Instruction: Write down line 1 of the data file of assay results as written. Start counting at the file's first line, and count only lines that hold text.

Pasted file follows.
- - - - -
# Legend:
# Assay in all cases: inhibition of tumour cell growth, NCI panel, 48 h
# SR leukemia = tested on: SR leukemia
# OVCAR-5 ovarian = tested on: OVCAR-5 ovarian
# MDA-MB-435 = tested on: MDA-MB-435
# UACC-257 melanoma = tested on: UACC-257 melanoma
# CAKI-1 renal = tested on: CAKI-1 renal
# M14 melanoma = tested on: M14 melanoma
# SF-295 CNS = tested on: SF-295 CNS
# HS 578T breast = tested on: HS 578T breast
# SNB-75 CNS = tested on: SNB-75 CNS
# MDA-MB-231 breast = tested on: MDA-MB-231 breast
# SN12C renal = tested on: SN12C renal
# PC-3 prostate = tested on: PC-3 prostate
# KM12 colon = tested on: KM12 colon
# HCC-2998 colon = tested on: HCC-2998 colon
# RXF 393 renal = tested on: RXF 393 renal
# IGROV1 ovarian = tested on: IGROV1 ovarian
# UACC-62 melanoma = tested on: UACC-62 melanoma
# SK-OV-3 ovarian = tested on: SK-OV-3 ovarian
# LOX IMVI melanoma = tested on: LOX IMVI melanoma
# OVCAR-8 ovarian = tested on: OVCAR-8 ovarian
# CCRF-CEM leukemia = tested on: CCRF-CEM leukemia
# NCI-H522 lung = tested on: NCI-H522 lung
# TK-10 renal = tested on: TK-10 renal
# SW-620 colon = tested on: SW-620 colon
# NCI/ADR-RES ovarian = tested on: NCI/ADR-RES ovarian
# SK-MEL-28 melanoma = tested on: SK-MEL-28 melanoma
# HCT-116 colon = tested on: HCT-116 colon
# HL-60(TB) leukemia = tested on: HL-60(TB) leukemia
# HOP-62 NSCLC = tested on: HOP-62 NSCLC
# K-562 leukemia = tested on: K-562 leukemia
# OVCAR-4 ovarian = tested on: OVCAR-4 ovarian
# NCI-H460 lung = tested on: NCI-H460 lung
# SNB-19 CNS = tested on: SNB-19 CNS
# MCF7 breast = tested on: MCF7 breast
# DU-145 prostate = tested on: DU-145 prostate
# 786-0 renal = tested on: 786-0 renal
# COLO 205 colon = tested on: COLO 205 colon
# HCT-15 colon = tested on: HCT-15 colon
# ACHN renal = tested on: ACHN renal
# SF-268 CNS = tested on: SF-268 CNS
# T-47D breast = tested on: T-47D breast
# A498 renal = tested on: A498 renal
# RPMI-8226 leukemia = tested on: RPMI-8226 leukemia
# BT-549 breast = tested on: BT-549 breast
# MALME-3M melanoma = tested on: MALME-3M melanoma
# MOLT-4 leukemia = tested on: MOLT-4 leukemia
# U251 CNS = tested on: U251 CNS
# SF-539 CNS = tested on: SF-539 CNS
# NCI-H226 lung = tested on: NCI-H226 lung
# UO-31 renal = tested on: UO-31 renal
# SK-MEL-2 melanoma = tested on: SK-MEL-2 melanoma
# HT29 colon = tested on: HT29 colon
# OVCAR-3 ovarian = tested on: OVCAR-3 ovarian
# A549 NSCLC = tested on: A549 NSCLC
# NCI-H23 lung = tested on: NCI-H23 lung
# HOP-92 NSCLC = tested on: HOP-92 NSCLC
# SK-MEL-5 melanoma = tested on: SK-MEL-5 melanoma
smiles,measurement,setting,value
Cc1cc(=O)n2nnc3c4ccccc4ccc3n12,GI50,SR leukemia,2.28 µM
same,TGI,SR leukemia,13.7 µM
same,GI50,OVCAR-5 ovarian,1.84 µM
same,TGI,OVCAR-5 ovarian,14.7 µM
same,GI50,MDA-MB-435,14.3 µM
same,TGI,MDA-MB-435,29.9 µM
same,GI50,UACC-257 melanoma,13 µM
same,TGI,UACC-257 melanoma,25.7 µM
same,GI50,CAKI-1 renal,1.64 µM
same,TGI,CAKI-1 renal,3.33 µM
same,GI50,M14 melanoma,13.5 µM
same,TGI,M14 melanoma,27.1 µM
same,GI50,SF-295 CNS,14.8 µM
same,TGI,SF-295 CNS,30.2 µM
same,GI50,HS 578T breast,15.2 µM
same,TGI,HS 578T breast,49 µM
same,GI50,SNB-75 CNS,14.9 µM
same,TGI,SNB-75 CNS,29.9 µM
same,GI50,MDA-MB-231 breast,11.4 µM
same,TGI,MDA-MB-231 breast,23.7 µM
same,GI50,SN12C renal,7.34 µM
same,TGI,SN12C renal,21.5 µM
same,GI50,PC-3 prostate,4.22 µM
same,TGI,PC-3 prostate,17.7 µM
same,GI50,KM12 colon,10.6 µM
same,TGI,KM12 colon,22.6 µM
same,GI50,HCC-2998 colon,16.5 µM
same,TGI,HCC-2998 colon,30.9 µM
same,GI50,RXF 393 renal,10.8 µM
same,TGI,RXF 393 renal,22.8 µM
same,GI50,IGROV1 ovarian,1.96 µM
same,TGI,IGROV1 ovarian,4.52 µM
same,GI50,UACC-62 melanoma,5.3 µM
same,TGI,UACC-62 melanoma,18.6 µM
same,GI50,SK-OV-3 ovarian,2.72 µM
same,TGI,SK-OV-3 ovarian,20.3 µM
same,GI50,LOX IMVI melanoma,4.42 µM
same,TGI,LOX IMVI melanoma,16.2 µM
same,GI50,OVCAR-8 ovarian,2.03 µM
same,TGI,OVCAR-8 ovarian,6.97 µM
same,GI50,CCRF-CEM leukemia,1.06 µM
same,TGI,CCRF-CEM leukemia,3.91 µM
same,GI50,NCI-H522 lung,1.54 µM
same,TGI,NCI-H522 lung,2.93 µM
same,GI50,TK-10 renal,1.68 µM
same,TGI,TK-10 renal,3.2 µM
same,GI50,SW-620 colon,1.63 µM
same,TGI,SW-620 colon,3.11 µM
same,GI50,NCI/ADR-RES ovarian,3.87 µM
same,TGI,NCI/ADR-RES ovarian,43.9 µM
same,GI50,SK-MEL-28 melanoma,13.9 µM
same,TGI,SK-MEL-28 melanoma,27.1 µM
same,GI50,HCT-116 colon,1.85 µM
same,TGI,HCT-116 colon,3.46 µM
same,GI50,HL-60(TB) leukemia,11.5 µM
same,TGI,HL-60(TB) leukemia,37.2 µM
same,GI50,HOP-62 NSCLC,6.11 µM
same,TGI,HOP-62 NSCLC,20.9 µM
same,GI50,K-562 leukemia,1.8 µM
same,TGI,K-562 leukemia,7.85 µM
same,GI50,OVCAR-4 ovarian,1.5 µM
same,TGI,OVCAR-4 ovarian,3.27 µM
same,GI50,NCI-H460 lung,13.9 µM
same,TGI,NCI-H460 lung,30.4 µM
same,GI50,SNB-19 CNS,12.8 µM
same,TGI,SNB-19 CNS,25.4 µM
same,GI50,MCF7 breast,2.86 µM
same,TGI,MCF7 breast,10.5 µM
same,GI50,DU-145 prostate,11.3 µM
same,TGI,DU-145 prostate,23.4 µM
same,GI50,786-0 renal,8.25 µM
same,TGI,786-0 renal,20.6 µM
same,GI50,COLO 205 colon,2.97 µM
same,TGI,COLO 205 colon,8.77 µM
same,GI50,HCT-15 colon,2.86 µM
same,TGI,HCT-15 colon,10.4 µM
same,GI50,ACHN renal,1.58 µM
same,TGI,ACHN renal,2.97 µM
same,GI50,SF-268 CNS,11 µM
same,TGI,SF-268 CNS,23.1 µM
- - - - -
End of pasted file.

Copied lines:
# Legend: